• Hallucinations.
  • Headaches.
  • Depression.

Although it’s rare, it’s a long-term condition so can seriously affect your daily life. Some of the triggers can include:

  • Infections.
  • Inherited genetic fault.
  • Hormonal changes.
  • Major psychological stress.
  • A sudden change in sleep patterns.
  • Having the flu vaccine Pandemrix (not been used here since 2011).

Following a good sleep routine and practising good sleep hygiene may help narcolepsy. You should speak with a GP if changing your sleep routine doesn’t help.

Night Terrors

A person suffering from night terrors may appear awake with their eyes open, screaming and shouting while thrashing around. However, they’re not fully awake. Night terrors happen at least once, early in the night and can continue for 15 minutes.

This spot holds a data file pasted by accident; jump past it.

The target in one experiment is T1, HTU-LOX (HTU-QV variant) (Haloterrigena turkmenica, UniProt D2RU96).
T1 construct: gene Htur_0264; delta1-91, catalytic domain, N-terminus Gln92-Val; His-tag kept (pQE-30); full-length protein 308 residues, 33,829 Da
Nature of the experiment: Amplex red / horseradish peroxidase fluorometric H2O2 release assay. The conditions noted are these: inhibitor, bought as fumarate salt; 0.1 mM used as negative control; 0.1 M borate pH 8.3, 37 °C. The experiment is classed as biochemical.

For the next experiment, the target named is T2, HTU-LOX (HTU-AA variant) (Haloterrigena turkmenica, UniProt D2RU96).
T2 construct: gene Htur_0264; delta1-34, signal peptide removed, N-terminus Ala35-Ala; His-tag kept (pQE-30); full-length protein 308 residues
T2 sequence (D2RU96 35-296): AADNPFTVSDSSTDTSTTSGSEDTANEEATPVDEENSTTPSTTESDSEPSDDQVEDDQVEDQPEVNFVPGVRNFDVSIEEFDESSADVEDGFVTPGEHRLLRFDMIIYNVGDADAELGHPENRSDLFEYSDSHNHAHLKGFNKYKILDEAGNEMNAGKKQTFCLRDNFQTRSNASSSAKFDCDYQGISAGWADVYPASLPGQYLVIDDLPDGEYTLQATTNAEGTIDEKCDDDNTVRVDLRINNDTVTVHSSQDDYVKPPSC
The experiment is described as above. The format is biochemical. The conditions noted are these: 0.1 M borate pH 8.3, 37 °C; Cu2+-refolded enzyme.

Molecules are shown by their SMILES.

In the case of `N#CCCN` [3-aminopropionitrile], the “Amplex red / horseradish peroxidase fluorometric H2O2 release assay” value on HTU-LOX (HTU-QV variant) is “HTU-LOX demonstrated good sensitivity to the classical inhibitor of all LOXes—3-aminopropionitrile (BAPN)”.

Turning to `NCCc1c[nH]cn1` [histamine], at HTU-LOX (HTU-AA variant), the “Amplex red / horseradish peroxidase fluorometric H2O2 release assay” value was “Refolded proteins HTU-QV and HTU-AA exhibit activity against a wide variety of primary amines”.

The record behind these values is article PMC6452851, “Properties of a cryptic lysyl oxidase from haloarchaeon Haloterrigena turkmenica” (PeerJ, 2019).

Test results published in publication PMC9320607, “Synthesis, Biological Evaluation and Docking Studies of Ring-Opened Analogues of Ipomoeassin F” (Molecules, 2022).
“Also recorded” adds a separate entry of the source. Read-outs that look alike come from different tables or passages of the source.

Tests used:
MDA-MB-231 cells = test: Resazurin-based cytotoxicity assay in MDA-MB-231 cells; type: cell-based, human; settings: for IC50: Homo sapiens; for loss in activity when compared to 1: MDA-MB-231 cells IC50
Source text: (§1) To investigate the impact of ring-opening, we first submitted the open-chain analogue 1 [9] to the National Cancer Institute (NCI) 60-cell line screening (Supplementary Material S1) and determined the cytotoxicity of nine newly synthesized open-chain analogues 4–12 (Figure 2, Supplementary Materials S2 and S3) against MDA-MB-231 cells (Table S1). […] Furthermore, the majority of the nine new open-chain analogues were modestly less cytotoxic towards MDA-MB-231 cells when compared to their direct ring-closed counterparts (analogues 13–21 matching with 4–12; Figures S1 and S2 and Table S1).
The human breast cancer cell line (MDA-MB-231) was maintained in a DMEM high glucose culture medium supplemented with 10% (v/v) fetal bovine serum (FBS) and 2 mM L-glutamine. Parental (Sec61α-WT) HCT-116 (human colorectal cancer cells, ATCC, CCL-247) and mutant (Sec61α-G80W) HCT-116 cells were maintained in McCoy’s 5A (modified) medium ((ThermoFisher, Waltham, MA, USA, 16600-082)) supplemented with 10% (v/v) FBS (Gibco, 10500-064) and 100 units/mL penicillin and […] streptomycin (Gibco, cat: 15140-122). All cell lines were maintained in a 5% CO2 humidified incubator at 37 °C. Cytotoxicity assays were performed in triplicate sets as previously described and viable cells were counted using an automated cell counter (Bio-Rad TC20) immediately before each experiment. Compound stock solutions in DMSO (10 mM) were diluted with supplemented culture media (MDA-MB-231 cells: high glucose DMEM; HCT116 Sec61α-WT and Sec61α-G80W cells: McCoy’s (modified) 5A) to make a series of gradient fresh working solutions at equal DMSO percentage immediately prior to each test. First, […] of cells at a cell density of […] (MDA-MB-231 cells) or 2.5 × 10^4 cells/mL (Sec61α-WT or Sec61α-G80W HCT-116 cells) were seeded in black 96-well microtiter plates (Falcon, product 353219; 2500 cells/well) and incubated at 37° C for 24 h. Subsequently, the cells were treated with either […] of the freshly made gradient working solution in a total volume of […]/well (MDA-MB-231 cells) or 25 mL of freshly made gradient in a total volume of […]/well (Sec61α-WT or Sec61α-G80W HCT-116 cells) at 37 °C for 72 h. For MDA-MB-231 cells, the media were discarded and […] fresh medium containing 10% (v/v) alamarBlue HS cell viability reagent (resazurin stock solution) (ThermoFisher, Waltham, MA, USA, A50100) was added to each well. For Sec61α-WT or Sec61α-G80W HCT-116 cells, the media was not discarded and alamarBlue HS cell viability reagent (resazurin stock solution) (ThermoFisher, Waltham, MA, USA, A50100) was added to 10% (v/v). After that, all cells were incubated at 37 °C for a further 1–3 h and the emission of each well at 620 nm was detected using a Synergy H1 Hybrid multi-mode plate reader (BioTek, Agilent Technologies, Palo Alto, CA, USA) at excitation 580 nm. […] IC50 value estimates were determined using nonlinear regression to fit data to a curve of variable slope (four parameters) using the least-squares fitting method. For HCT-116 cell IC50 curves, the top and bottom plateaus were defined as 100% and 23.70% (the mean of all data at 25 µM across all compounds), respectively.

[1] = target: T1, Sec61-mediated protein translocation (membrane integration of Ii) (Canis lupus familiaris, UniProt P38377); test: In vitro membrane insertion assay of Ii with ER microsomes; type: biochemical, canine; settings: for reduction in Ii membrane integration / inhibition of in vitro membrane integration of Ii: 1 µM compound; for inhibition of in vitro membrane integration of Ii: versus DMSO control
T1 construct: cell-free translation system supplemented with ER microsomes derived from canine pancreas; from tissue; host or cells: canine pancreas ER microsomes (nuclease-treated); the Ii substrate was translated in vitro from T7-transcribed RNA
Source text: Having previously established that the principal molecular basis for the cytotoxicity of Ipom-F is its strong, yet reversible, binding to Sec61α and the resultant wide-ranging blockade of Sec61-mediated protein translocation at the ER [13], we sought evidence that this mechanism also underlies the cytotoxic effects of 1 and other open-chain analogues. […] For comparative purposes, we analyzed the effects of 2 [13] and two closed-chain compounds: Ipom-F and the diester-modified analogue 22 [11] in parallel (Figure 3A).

Although night terrors are more common for people with family history of so, it can still occur for people who are stressed or have suffered from a trauma. Other conditions can also cause them including migraines, obstructive sleep apnoea and restless legs syndrome.

Obstructive Sleep Apnoea

Obstructive sleep apnoea occurs when your breathing stops and starts while you’re sleeping. This is a result of your throat relaxing and narrowing, blocking the flow of air to your lungs. Symptoms include:

  • Snoring loudly.
  • Snorting or gasping.
  • Long pauses between breaths.
  • Breathing noisily.

Obstructive sleep apnoea is more common in people who are overweight, over the age of 40 or male. Other links include family history, asthma, smoking, alcohol, high blood pressure, menopause, nasal congestion and medicines.

If left untreated, it can lead to other health conditions so it’s best to speak with your GP if you feel you may be suffering from obstructive sleep apnoea. Mild sleep apnoea can be treated through lifestyle changes such as losing weight, changing your sleeping position or giving up smoking. However, moderate to severe sleep apnoea may require you using a continuous positive airway pressure (CPAP) machine.